Toenails and Tracks

On New Year’s Day I cut my toenails; I really wish that I hadn’t.

Or rather I really wish I had managed to cut them properly.  I somehow slightly misjudged the angle of one little clip.  Instead of cutting straight across the top, I had somehow managed to cut diagonally into the side of the toe.  For reasons unknown, this resulted in the underside of the nail becoming infected, and over the course of the next two days I saw the nail bed progress from healthy to burning red to a white hot patch.  Luckily, a few days later, things came to a head (literally and metaphorically), and some improvised minor surgery with a sterilised pin, plenty of Dettol and hot water, and, some questionable language later, the mess that was causing pressure underneath the nail oozed forth in a stream of puss.  The relief was great; although the smell wasn’t.

As I get older I keep thinking that running’s real gift is finding new ways to taunt me with dubious injuries.  It’s a generous gift too; it keeps on giving.  Only a couple of months before I’d broken a different toe without ever fully understanding how I’d managed to do it.  The resulting missed training was only slightly less frustrating than the fact that the only explanation I could give for the intense bruising of foot and blackness of mood was that, ‘I put my foot down on an uneven bit while running downhill’.  On saying this for the hundredth time (by way of accounting for my ungainly lumbering around at work), I got a glimpse of someone looking at me as if they thought I was vacant.  Or simply an idiot.  Either way, nothing reminds you more about the weird things that happen to your body as you approach a certain age than, well, the weird things that happen to your body as a consequence of running.

Mind you, I don’t need to be running.  When I started getting active again a few years ago I somehow managed inflict a bewildering injury upon my back while turning in my sleep.  This sort of decrepitude was simply unfathomable in my youth.  I approached my health and general wellbeing with the insouciance and diffidence that characterised my younger self.  Perhaps we all do.  The beauty of running is the comforting contradiction that it brings: we can rage against the dying of the light, but there is no guarantee that our bodies will always hold up.  But mostly they do.  And that is comforting.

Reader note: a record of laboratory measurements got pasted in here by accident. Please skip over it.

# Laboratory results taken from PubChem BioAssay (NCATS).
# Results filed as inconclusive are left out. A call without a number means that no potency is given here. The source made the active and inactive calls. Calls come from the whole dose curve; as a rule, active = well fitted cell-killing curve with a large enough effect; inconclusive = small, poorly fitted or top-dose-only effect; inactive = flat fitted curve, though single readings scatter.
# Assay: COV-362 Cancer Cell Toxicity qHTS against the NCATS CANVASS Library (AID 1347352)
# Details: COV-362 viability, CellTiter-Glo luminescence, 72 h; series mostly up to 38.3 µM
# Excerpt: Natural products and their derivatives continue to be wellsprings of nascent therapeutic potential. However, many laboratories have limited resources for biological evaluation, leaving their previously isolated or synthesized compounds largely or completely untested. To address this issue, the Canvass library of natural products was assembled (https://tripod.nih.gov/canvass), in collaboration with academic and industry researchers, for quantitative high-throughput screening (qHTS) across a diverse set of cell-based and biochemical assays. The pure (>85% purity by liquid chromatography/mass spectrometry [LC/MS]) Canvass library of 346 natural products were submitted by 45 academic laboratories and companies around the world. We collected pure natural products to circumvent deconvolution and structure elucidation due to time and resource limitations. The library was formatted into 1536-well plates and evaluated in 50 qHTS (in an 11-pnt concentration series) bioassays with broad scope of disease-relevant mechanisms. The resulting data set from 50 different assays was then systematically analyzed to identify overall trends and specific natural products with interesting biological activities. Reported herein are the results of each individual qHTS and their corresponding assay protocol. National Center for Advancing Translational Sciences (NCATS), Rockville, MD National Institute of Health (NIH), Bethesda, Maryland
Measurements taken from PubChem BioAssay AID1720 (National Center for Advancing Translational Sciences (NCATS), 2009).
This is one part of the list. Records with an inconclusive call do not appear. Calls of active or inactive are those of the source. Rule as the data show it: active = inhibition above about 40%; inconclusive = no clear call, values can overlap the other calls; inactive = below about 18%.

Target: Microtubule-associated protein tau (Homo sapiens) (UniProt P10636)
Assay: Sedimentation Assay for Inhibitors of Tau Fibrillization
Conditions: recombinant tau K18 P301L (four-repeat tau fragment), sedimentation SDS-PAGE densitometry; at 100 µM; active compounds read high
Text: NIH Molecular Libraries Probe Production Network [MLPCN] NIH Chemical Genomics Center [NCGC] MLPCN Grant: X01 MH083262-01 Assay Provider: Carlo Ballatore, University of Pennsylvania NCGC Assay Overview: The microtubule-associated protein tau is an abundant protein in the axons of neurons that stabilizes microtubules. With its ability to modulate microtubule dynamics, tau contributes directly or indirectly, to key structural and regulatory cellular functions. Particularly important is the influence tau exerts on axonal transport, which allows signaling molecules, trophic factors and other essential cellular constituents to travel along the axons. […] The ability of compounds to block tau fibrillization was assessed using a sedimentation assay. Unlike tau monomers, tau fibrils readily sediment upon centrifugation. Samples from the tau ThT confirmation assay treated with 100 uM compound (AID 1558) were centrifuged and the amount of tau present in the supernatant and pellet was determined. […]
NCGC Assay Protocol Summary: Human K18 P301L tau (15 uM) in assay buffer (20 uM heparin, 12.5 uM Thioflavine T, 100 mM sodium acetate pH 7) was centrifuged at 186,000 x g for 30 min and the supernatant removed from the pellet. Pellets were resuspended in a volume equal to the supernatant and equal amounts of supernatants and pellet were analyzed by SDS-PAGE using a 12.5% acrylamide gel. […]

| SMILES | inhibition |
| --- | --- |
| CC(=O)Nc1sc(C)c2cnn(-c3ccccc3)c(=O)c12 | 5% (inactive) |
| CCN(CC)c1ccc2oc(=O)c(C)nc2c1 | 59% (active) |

Apart from my right calf.  That’s not comforting.  Unless you count the alarming regularity with which it starts to throb and nag away; then it’s only comforting in its predictability.  Just days after a track session it started to tighten again.  In a way, I’m pleased that it did.  Looking back over my Strava for the last year it is clear what causes it to complain.  It’s not running hard, or races, or marathons.  It’s the track.  There are two positives here.  The first is the fact that I have no desire or ambition to run or race on the track.  The second is that I don’t need to train on a track in order to make progress in the marathon.  The negative is the fact that the local track session on a Wednesday is brilliant.  It’s a great mix of people, speeds, talents and efforts.  It would be great to be able to do these and get something out of the sessions, but alas, it’s not to be.

There is another reason why I’m pleased that it throbbed.  It reminded me of the importance of setting a clear objective for the purpose of each session.  To be honest…I let this slip.  I’d planned for a fartlek session, which given that I was still on holiday, I could have done off-road and in the light.  This would have allowed me to run a bit quicker in a less structured way.  At this stage in marathon training it was precisely the session I needed to do.  There was a reason I had planned it.  Instead I mistakenly opted for the track; l ended up slipping my way through a session which, at this stage of marathon training, was inappropriate.  It wasn’t even a vaguely relevant session.  Result: aching right calf.  And, like the toenail incident, it meant not missed runs, but much shorter, easier ones.  Lesson well and truly learned.  It’s the last time it will happen.

Other than that this has been a productive few weeks.  As I write this on Tuesday 23 January I’ve run every day this month for a total of 152 miles.  I’m not going to obsess about the fact that I’d planned for around 35 more at this stage.  Pleasingly, yesterday’s run with the Burnden Road Runners marathon training group was a hilly 9.5 miles with the last 3 all under 7 minute miles.  To be close to marathon pace at the end of a hilly run (even if it was only 9.5 miles) is a nice little confidence boost.  But the real value of this month has been the timely reminder not to take any of this too seriously.   Yes, I want to make progress; yes, I want to fulfil my potential, particularly in the marathon; but perhaps most of all, I want to remember to wear my glasses the next time I cut my toenails.

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A work in progress

I wrote the following in September 2002.  I was new in post as Second in English at Darwen Moorland High School (which closed in August of 2008).  I was a participant in a project that was coordinated by the Excellence in Cities initiative.  The writing was an attempt to reflect on learning, teaching, and progress in a school that, twelve months later, would be placed into Special Measures by Ofsted. 

“Yeah, it works. The plug’s a bit funny though. You might need to push it into the socket really hard.”

And with that my colleague leaves, heel-clicking his way down the ‘O Block’ corridor while happily singing a line from ‘Home On The Range’.